The Platypus and Other Oddities

Aviation Engineering That’s Hard To Believe

January 2016

platypusHave you ever studied Australia’s beloved oddity, the platypus? It’s a mammal, lays eggs, then when the young hatch they obtain nourishment through their mother’s milk. They have a bill similar to a duck and use it for electrolocation and an ankle spur that’s capable of delivering a painful venom. Is it Nature’s evolutionary dead end or is it an evolutionary leap? Depends on who you talk to, but in the tradition of the lovable and admittedly comical platypus, let’s turn and look at some of the oddities we can find in aviation. Believe me, they are true and the sarcasm/comedy is intentional…

Magnetic Compass

As pilots we have learned to both love and hate the magnetic compass. Incredibly simple to use once you understand it sometimes has incredibly complex errors. In many turbojets and turboprops the compass is considered completely unreliable once the windshield heat is turned on…which is on for most of the flight. In one particular make and model jet it always points west no matter where you’re headed! I guess America’s manifest destiny was still in the engineers’ minds at the time.

Unreliable compass errors are the least of our problems once you’ve buckled into the Boeing 717 (formerly the MD-80). To help alleviate the electrical interference, the magnetic compass is placed in the ceiling and behind the first officer’s seat. It also faces aft towards the cabin. Problem solved. New problem created: how do the pilots see the compass? With two mirrors of course! One aft of the compass face to reflect the image towards another mirror on the glareshield and finally into the eyes of the pilots. Simple, right? Maybe we should stop complaining about timed turns in our C172.

Fairey GannetFairey Gannet Synonymous With Odd

The British made Fairey Gannet is a naval airframe with multiple roles. Just looking at it can instill the common question, “Looks cool, but does it fly?” Admittedly it is an easy target for this article, but we will stick with the powerplant. At first glance the plane looks like a single engine turboprop. Pop some panels and you’ll be surprised to find housed within it the Armstrong Siddeley Double Mamba engine. It’s actually two turbine engines set side-by-side that connect to a common gear box. The gearbox turns a co-axial drive shaft which in turn spins two, yes two, counter rotating propellers. It is, in fact, a twin engine aircraft with little to no torque and less space used up by propulsion. Only the internet could turn up such an aberration in aviation.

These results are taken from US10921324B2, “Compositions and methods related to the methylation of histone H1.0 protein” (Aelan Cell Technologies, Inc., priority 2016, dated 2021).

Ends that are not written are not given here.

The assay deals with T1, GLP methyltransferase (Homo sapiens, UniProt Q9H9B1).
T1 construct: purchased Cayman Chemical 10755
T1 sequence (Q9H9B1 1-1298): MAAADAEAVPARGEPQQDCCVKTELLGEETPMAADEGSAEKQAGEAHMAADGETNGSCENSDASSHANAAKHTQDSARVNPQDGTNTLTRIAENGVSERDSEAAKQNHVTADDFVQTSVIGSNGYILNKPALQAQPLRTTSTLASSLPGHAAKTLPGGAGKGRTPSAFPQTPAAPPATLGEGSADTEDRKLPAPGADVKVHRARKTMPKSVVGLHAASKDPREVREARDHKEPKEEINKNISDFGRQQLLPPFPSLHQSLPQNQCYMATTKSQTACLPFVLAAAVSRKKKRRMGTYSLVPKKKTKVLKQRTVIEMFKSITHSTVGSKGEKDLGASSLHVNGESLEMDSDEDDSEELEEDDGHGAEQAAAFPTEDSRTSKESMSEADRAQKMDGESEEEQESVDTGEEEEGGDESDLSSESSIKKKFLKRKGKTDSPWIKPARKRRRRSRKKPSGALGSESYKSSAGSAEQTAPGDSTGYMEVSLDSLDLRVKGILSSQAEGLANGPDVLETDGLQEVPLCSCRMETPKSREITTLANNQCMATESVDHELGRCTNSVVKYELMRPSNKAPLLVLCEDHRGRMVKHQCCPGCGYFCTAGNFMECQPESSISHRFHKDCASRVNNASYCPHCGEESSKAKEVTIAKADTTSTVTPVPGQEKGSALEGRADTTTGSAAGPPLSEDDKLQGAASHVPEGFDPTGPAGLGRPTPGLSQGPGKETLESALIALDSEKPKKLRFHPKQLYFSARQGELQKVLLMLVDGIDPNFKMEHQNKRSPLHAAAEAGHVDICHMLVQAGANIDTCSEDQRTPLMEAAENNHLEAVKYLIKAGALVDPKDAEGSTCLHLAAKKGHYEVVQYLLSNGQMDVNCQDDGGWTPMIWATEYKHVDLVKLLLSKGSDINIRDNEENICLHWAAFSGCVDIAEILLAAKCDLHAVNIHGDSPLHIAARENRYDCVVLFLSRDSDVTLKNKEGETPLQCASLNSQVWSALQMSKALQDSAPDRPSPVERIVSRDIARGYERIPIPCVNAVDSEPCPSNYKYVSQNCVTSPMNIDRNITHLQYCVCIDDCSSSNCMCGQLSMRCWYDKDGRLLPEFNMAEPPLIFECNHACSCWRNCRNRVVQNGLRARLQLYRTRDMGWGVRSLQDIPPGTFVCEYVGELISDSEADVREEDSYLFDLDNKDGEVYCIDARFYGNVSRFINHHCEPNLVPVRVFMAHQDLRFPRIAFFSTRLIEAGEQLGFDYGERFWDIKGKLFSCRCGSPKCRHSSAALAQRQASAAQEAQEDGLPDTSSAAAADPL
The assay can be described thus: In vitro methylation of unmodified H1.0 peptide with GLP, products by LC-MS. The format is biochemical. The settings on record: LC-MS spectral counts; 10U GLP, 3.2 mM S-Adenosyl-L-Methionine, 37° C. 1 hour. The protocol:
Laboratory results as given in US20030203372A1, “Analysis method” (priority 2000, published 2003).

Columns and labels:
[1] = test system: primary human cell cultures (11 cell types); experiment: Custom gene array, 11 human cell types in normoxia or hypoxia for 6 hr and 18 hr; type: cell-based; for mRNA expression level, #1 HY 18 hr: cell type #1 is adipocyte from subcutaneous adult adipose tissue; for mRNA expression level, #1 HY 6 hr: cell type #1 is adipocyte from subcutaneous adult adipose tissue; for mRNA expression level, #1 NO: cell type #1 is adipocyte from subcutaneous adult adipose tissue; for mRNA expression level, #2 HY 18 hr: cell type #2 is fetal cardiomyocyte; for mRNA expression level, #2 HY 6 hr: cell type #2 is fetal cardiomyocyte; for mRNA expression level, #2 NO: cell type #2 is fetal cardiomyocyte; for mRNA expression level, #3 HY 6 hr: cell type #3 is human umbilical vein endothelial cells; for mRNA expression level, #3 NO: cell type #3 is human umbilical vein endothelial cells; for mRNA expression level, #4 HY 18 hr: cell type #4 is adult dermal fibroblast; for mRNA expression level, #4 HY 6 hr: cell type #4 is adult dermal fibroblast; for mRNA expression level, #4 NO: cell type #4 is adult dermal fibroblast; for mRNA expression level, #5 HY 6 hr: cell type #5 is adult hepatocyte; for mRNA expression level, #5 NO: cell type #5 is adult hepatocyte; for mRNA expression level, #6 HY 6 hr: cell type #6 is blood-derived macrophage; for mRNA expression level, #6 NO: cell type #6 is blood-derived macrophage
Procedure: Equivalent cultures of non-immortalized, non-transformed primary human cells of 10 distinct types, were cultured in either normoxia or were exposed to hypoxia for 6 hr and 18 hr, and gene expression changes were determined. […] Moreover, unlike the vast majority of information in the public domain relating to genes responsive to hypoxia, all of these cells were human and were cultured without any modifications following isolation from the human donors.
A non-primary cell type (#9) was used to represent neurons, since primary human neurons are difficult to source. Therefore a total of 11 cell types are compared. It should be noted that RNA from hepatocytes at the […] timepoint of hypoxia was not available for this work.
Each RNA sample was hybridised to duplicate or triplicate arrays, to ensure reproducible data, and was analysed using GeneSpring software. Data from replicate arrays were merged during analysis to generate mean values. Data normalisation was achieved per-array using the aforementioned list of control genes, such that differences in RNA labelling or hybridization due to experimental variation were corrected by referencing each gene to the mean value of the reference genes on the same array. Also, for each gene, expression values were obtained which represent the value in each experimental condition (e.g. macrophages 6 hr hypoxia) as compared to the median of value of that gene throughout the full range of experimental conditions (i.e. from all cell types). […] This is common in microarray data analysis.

Single Pilot + Coffee = Trouble

Lastly, I end with a more comical engineering feat. Flying a large twin turboprop single pilot is both thrilling and exhausting. When the adrenaline drops off in cruise you typically reach for a cup of hot coffee. 30 minutes later you grab another. Then 60 minutes later, another. Now you face two hours before you land. Hmmm, that lav in the back is tempting, but who’s going to fly the plane? Well there’s relief…literally. Underneath the pilot’s seat in the Beechcraft King Air is a “relief tube” for just such “emergencies”. Mind you, it’s only for fluids so don’t think the engineers went too crazy on this one. You can actually relieve yourself when Nature calls without leaving the comforts of your seat and your passengers are none the wiser! Better have a $5.00 tip for line service when they clean the lav, right? Nope! Your bodily fluids simply vent into the atmosphere. The positive pressure inside the cabin creates airflow to draw the fluids outside along with the pilot’s apologies to everyone below.

Engineers have a way at looking at the world and for better or worse, the ingenuity is something we can all admire. See what quirks you can find in the aircraft you fly. Spark up conversations with other pilots to see what their experiences are and you’ll surely find out that what may be common to one is foreign to another. We look forward to hearing about other oddities you may have stories about.

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